Make it easy: Use contests, calls to action, bold statements—do what it takes to prompt a reaction and make it easy for buyers to qualify themselves as leads.

Re-purpose content: Are you already helping buyers put out fires or do more with less? How? Where? Collect and organize this information using simple, accessible tools like a blog. Consider ways to prompt event planners within Facebook to visit your blog, induce a response and capture a lead.

Good luck!

Generate Leads With Social Media by Provoking Thought, Not Leading It

Why is it so difficult to generate sales leads using social media? Probably because we’re all busy creating “quality content” (whatever that is!) rather than designing content to generate leads. At the risk of my wife divorcing me, I decided to take a year off and find out how businesses who actually are quietly succeeding with social media are doing it. A year’s worth of research confirmed my suspicions about the so-called “social media revolution” and revealed an exciting opportunity: A chance for more B-to-B and B-to-C marketers to generate tangible business leads and sales using tools like LinkedIn, Facebook, blogs and video.

Why is it so difficult to generate sales leads using social media? Probably because we’re all busy creating “quality content” (whatever that is!) rather than designing content to generate leads. At the risk of my wife divorcing me, I decided to take a year off and find out how businesses who actually are quietly succeeding with social media are doing it. A year’s worth of research confirmed my suspicions about the so-called “social media revolution” and revealed an exciting opportunity: A chance for more B-to-B and B-to-C marketers to generate tangible business leads and sales using tools like LinkedIn, Facebook, blogs and video.

The secret is now revealed: Selling with social media requires shifting the paradigm away from being thought leaders and toward being thought provokers.

These Brands Are Making Social Media Sell
My research revealed how people like Laura Messerschmitt of Intuit are convincing more and more customers to sign up for the Online Payroll product. I learned how investment and property management firm, Jones Lang LaSalle is generating tangible leads on seven-figure commercial real estate deals using YouTube. I discovered how Wisconsin’s AnchorBank and the Queensland Teachers’ Credit Union are increasing share of customers’ wallet and acquiring new customers at record pace.

This Is How They’re Doing it
What’s their secret? Turning friends, followers and content into sales, leads and subscribers means solving customers’ problems in ways that nurtures demand for larger solutions. These companies are helping customers gain clarity on complex problems and then leveraging that clarity. How? By answering questions in ways that make it increasingly rewarding for customers to take action, identify themselves as a lead.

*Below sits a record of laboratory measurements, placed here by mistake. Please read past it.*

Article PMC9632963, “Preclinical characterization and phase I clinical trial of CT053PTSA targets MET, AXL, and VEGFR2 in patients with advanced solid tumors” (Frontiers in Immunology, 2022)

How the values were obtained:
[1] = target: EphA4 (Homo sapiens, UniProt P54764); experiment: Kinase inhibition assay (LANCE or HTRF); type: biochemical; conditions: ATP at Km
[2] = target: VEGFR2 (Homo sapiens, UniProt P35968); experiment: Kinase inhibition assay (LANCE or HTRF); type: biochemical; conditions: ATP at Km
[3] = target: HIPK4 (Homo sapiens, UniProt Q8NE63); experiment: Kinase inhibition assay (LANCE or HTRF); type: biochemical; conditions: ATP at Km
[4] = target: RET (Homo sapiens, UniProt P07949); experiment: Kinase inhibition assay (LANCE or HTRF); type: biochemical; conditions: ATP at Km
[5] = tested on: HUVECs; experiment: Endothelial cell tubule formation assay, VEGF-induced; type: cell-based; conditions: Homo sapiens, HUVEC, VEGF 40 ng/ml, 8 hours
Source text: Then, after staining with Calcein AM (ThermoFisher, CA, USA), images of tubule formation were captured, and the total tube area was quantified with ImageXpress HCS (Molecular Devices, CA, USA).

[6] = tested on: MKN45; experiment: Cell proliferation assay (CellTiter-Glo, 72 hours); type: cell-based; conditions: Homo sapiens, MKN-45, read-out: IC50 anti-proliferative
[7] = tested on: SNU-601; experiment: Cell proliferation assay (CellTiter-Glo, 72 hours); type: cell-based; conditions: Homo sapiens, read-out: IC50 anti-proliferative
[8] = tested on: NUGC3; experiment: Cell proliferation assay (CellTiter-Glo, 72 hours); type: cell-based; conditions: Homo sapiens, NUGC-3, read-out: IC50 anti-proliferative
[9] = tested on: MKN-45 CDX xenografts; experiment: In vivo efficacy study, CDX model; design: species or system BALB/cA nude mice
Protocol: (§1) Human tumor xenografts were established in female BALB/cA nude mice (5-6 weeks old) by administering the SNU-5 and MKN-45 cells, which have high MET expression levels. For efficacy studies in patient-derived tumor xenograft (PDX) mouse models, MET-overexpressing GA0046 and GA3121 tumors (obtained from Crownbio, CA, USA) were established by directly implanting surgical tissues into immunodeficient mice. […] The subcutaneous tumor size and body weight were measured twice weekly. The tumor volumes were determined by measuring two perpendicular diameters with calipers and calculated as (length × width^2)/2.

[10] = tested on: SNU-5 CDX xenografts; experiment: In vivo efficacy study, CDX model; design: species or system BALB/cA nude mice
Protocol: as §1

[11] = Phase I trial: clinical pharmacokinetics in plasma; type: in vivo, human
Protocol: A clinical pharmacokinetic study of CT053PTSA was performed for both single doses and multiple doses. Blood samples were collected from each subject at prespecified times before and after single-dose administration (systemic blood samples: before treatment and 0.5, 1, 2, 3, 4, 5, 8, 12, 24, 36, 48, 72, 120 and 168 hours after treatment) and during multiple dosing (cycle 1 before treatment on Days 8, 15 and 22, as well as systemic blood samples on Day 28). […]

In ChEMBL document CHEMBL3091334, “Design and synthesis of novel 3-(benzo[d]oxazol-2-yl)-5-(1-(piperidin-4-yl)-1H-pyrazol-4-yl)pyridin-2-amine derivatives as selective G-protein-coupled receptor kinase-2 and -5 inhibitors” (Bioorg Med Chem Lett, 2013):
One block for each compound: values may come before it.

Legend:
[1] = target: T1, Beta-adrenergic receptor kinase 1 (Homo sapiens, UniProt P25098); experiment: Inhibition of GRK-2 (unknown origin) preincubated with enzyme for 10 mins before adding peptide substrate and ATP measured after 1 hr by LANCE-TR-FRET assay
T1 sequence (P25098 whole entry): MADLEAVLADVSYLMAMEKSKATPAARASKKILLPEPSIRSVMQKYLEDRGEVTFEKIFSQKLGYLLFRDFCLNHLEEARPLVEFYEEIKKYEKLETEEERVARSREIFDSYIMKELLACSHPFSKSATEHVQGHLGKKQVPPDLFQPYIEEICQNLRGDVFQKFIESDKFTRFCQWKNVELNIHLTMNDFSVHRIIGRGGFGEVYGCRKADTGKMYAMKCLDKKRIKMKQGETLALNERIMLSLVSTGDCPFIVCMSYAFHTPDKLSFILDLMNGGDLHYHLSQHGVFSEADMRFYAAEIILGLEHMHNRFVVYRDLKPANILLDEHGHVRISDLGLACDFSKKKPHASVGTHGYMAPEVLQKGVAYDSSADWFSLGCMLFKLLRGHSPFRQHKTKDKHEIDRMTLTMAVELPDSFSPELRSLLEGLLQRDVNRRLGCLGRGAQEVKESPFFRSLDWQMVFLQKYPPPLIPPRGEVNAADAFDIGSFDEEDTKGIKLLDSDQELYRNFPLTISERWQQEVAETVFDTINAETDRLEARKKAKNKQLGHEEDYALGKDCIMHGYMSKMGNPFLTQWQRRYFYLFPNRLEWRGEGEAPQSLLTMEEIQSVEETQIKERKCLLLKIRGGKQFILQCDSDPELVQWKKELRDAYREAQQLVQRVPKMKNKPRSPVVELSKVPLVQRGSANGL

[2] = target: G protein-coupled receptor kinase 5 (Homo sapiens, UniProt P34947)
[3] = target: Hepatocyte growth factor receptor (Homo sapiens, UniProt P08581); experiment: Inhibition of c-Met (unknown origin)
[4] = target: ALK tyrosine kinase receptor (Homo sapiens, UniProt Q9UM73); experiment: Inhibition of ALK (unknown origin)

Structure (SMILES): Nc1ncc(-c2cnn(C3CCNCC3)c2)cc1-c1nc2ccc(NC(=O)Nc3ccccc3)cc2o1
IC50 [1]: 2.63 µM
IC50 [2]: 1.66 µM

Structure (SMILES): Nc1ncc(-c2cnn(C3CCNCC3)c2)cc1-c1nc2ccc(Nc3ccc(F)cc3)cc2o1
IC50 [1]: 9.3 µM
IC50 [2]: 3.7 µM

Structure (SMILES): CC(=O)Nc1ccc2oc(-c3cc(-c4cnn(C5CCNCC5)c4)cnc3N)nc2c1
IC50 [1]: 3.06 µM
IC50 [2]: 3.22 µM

Selling with social media demands brands become thought provokers, not just thought leaders.

Design to Sell, Become Addictive
Successful social sellers know: Engagement is not an outcome. It’s an opportunity to create response. But not by chance. Engagement must invite customers’ questions and respond to it in a deliberate way, as part of a social media-driven direct response marketing plan. This design gathers up customers’ itches (problems), scratches them (gives answers) in yet in incomplete ways. Holding back on providing the full solution is key.

The formula is incredibly close to the illegal narcotics trade. You give customers’ a sample providing momentary satisfaction, but not enough for the desire to be completely sated. In other words, here… have a little bit. You will feel something that you’ll enjoy but it won’t be enough, you’ll want to have more of it. In order to have more you’re going to have to talk to me—and you may even find yourself wanting to buy some from me!

Today’s true thought leaders are thought provokers. They are putting interesting, valuable, addictive thoughts “out there” in ways that prompt customers to ask for more, more often.

Take Action
Make social media sell. Ask yourself: are you giving customers a reason to talk to you on LinkedIn? Are your blogs so bold they provoke action? Does your content marketing strategy show customers ways to avoid risks they don’t yet know they have? Do your YouTube videos or white papers reveal hidden opportunity? Are your campaigns designed so that customers will contact you—so they your team can help them more clearly understand what you just provoked?